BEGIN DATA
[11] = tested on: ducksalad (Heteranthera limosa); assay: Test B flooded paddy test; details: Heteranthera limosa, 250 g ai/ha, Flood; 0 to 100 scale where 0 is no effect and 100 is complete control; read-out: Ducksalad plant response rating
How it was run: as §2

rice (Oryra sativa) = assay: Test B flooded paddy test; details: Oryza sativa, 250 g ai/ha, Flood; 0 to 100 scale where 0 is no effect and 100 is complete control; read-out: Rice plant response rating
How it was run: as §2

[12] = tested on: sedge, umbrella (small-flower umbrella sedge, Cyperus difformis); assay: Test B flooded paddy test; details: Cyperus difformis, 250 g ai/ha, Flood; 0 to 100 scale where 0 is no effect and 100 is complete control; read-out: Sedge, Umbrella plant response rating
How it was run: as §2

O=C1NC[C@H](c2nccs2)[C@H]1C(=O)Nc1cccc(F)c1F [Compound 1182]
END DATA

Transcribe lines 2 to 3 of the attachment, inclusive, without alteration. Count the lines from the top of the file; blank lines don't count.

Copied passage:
How it was run: as §2

rice (Oryra sativa) = assay: Test B flooded paddy test; details: Oryza sativa, 250 g ai/ha, Flood; 0 to 100 scale where 0 is no effect and 100 is complete control; read-out: Rice plant response rating